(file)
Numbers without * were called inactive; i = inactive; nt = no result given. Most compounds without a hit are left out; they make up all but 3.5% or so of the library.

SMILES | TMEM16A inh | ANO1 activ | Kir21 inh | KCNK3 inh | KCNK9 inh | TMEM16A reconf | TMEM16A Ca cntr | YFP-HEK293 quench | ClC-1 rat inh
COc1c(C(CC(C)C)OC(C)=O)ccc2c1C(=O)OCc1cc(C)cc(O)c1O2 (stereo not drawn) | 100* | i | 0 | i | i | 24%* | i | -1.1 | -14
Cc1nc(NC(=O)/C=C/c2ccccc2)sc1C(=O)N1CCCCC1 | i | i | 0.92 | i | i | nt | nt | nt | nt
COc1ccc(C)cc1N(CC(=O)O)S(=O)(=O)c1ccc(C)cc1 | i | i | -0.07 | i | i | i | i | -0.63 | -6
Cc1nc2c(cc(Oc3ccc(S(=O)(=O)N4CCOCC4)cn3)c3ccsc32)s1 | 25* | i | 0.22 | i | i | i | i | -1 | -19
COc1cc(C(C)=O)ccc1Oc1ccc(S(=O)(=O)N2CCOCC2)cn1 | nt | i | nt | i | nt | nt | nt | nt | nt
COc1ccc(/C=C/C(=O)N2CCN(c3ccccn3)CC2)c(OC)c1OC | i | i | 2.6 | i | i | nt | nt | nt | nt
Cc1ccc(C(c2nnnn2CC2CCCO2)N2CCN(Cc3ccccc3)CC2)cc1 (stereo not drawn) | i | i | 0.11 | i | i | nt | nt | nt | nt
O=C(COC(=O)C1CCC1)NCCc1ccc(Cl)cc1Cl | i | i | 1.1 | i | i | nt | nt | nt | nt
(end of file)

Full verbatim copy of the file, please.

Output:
Numbers without * were called inactive; i = inactive; nt = no result given. Most compounds without a hit are left out; they make up all but 3.5% or so of the library.

SMILES | TMEM16A inh | ANO1 activ | Kir21 inh | KCNK3 inh | KCNK9 inh | TMEM16A reconf | TMEM16A Ca cntr | YFP-HEK293 quench | ClC-1 rat inh
COc1c(C(CC(C)C)OC(C)=O)ccc2c1C(=O)OCc1cc(C)cc(O)c1O2 (stereo not drawn) | 100* | i | 0 | i | i | 24%* | i | -1.1 | -14
Cc1nc(NC(=O)/C=C/c2ccccc2)sc1C(=O)N1CCCCC1 | i | i | 0.92 | i | i | nt | nt | nt | nt
COc1ccc(C)cc1N(CC(=O)O)S(=O)(=O)c1ccc(C)cc1 | i | i | -0.07 | i | i | i | i | -0.63 | -6
Cc1nc2c(cc(Oc3ccc(S(=O)(=O)N4CCOCC4)cn3)c3ccsc32)s1 | 25* | i | 0.22 | i | i | i | i | -1 | -19
COc1cc(C(C)=O)ccc1Oc1ccc(S(=O)(=O)N2CCOCC2)cn1 | nt | i | nt | i | nt | nt | nt | nt | nt
COc1ccc(/C=C/C(=O)N2CCN(c3ccccn3)CC2)c(OC)c1OC | i | i | 2.6 | i | i | nt | nt | nt | nt
Cc1ccc(C(c2nnnn2CC2CCCO2)N2CCN(Cc3ccccc3)CC2)cc1 (stereo not drawn) | i | i | 0.11 | i | i | nt | nt | nt | nt
O=C(COC(=O)C1CCC1)NCCc1ccc(Cl)cc1Cl | i | i | 1.1 | i | i | nt | nt | nt | nt